Taking part in a tournament she's watched from the stands for so many years made 16-year-old CiCi Bellis of Atherton one happy tennis player, even though she lost her match.
"This is going to be my favorite tournament because I live so close," Bellis said after dropping a 6-3, 7-6 (3) decision to Japan's Misaki Doi in the first round of the Bank of the West Classic at Stanford on Monday. "I came, like, every year."
Bellis, who gained an immediate following after beating then-No. 13 Dominika Cibulkova in the first round of last September's US Open, became the youngest to win a match at the New York event since Anna Kournakova won in 1999. At this time last year, Bellis was a relative unknown. She won the girl's U18 national singles title to earn a wild card into the Open.
"It's been a crazy year for me," Bellis said. "The last couple of months have been tough, but I'll have that the rest of my life."
Stanford grad Nicole Gibbs defeated France's Caroline Garcia, 6-4, 7-5, and will meet the winner of Tuesday's match between world No. 20 Elina Svitolina and Kateryna Bondarenko.
"This was a big barrier for me to break through," Gibbs said. "To do it in front of my home crowd was something special."
Gibbs won her first match in a WTA Tour main draw since April. She just needed a visit to familiar territory.
"I feel so comfortable on that court it's ridiculous," she said. "I'm a lot braver there then on a lot of other courts."
Of course, winning 56 of 61 matches during an illustrious college career can produce feelings of comfort.
Sixth-seeded Andrea Petkovic wasn't feeling so comfortable early in her match, but pulled herself together in time to down No. 54 Carina Wittoeft, 5-7, 6-1, 6-3.
"I played really bad up to 1-5," Petkovic said. "It felt like my upper body and lower body were swapped. You know, your lower body, your legs, are supposed to feel the tension and your upper body is supposed to loose. I had it backward. After that I played fine."
In matches, Alison Riske beat Tatjana Maria, 6-2, 5-7, 6-1 and seventh-seeded Madison Keys topped Aleksandra Krunic, 6-3, 6-0. Germany's Mona Barthel beat Stanford junior Carol Zhao 6-3, 6-0.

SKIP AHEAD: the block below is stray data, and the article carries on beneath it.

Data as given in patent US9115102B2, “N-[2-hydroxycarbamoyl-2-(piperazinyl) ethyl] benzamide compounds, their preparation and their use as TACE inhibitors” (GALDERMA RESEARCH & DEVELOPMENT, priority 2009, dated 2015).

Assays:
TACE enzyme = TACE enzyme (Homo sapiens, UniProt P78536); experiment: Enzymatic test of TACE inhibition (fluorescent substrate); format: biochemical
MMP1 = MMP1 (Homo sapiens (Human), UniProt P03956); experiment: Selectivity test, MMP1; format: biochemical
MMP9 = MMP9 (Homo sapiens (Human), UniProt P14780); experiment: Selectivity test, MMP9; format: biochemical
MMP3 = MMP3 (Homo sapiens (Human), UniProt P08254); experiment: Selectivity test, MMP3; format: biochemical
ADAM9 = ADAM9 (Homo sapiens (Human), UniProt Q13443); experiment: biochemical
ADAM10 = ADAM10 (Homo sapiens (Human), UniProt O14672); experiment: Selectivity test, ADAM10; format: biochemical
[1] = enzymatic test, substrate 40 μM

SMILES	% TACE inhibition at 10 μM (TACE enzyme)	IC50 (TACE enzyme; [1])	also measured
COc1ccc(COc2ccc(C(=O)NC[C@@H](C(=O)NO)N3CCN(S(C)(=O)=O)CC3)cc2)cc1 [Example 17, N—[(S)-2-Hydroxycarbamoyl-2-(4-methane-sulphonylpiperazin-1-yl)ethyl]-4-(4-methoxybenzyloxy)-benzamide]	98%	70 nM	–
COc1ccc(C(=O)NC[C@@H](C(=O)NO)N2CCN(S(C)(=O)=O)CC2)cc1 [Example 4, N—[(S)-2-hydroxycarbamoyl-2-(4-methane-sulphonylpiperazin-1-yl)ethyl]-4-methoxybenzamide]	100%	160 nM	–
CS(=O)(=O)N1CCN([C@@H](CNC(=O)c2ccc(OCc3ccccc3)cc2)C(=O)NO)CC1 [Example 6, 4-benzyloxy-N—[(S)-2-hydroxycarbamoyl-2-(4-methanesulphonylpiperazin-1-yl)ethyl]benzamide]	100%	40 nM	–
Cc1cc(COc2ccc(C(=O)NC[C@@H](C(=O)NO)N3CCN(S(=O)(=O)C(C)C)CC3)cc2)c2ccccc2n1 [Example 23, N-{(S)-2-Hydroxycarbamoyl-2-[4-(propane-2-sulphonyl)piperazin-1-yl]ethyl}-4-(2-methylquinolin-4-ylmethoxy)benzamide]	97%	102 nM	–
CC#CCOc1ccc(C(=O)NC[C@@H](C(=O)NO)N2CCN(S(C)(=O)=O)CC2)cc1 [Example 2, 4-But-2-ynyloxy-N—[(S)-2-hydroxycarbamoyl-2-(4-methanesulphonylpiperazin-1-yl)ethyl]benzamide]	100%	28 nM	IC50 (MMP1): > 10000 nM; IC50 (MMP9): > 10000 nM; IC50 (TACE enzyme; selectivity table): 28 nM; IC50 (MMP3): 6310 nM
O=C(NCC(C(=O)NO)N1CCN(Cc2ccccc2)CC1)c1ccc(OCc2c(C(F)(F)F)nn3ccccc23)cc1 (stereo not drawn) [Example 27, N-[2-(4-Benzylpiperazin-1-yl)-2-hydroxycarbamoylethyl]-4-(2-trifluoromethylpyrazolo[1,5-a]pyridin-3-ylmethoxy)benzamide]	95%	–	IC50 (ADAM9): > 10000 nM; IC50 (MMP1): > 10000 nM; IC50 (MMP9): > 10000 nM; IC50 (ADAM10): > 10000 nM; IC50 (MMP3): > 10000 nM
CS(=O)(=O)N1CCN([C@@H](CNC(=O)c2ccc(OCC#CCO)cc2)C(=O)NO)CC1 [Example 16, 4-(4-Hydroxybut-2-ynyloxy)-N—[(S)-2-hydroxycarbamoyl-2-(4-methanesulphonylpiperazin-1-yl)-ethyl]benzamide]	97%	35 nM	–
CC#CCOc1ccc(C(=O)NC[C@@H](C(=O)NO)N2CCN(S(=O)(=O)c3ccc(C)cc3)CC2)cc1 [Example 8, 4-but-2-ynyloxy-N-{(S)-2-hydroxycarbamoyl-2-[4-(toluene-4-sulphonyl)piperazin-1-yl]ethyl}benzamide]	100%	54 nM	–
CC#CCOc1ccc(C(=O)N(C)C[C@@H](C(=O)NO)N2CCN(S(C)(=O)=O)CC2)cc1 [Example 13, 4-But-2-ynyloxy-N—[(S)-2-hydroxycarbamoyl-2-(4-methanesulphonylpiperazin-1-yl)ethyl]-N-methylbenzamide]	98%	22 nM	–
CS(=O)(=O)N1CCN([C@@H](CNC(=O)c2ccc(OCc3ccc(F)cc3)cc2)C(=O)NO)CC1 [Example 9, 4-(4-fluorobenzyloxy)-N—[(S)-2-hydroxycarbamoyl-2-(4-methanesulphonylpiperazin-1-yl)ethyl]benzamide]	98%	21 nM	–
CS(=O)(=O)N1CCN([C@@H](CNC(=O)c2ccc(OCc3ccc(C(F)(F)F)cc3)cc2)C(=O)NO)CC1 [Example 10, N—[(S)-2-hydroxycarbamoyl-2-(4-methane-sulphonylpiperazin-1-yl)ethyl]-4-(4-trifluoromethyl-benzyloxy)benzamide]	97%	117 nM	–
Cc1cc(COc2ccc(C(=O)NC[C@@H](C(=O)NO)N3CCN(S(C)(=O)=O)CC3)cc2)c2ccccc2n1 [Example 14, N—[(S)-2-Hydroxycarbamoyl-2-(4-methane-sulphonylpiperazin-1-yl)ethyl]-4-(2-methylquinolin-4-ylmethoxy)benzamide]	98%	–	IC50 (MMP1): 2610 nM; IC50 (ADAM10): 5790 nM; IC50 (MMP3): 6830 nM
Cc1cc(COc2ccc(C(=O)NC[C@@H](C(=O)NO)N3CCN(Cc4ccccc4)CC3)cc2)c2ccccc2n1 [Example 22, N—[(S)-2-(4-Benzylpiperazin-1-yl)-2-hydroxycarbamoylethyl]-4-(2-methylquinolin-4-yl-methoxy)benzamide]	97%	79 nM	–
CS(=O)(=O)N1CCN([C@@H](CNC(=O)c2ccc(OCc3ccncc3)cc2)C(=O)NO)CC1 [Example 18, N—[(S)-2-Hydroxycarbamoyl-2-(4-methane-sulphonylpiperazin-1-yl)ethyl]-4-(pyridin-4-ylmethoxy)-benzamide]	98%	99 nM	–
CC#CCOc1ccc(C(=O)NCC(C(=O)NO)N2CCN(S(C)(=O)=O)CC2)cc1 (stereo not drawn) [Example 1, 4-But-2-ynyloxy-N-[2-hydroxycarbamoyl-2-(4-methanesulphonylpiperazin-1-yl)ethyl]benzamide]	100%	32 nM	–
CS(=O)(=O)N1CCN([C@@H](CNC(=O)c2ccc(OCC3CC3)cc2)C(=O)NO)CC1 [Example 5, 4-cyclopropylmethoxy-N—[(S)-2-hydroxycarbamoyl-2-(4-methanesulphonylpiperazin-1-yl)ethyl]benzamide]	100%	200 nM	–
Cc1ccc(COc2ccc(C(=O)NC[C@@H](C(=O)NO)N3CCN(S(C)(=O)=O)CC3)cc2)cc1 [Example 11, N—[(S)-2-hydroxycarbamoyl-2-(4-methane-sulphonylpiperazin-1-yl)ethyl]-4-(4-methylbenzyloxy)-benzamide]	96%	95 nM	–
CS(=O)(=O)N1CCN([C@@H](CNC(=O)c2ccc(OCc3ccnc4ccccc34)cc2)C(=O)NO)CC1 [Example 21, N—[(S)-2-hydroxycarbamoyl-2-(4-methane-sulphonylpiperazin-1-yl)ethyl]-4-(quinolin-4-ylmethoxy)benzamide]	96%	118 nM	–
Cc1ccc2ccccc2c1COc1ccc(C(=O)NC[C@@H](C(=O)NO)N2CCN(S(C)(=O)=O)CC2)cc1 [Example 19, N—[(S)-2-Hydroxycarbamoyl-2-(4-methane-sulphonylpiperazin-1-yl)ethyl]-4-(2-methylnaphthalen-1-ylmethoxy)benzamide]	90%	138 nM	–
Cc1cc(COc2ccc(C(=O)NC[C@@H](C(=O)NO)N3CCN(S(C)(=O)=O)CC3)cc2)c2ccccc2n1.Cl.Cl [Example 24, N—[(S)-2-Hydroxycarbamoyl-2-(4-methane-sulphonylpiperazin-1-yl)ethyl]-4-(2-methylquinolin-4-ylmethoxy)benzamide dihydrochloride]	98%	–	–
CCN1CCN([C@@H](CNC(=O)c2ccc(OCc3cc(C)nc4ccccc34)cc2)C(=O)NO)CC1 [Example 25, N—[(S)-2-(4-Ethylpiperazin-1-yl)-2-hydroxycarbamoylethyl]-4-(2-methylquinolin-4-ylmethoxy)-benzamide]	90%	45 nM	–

In doubles competition, top-seeded Hao-Ching Chan and Yung-Jan Chan beat Kimiko Date-Krumm and Mandy Minella, 6-1, 6-3, and will face Kateryna Bondarenko and Tatjana Maria in the second round. Bondarenko and Maria defeated Eva Hrdinova and Petra Martic, 7-6 (6), 6-3.
Bellis was behind, 5-3, in the second set before rallying to force a tie-breaker.
"My coach and I both thought this was a great experience," Bellis said. "It's good for me to play against players ranked so high. I hope I'm still growing. I think I grew a little bit this week."
Her struggles lately have been a result of expanding her horizons. Bellis dropped first-round qualifying matches at Charleston and the French Open, both WTA events.
"That was my first qualifying at a slam," Bellis said. "You could see how much those girls wanted to win every point."
College remains an option for Bellis, who is home-schooled. She still has a couple of years to make a choice.
"I have a SAT tutor right now and I'm working hard on that," she said. "It depends on where I am. At this point my goals aren't based on tournaments or rankings. They are based on me playing well and playing well in tournaments."
Gibbs was asked about her decision to attend college. She didn't want to offer any advice to Bellis but did acknowledge that school was the right decision for her.
"Stanford was crucial for my development," Gibbs said. "I was 17 when I went to school and I needed those years to ground myself as a person and develop as a player. My confidence comes from winning so many back-to-back matches, building a tournament and learning to deal with soreness. I wouldn't change a thing."
Bellis is not yet through with the tournament. She joins Jacqueline Cako for a doubles match Tuesday, at about 12:30 p.m., against No. 2 seed Anabel Medina Gaqrrigues and Arantxa Parra Santonja.